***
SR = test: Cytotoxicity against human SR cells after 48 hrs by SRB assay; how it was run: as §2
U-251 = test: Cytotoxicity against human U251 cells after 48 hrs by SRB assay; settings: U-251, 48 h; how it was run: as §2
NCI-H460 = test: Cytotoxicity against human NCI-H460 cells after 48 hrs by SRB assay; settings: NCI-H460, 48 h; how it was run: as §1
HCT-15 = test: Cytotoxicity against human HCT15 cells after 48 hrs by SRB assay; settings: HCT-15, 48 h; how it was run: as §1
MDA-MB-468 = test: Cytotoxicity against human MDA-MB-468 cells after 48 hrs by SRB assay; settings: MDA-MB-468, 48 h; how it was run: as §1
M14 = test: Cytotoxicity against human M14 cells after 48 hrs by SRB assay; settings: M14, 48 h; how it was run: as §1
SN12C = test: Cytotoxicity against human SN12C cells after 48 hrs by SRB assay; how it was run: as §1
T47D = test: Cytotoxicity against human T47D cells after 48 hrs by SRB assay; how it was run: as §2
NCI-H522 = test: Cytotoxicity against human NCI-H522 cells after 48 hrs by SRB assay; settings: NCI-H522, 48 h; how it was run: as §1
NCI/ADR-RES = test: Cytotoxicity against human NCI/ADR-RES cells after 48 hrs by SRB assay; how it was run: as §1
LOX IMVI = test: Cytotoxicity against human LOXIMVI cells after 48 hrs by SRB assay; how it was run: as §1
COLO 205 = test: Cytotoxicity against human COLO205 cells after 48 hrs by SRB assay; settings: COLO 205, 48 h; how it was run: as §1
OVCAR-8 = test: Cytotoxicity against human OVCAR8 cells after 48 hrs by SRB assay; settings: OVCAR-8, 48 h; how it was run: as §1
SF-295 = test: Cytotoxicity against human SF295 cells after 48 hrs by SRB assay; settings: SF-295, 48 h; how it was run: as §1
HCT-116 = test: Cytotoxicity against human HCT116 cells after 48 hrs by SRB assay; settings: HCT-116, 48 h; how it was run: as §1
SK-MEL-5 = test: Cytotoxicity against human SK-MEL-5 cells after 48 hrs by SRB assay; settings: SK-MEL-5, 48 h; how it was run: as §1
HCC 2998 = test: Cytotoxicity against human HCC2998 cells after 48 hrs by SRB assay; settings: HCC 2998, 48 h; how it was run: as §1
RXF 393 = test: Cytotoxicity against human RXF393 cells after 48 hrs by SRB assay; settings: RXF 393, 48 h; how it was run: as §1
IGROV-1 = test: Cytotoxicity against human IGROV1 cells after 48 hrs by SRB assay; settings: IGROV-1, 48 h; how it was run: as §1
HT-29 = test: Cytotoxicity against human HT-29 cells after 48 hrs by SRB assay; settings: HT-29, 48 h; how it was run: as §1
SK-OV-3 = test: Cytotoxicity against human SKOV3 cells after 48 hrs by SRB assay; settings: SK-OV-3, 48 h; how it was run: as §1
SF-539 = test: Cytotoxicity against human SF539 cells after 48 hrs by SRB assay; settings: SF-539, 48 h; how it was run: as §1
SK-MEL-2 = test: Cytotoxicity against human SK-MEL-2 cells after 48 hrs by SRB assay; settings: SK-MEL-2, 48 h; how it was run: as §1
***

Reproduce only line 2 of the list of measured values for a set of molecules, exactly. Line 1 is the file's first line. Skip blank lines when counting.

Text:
U-251 = test: Cytotoxicity against human U251 cells after 48 hrs by SRB assay; settings: U-251, 48 h; how it was run: as §2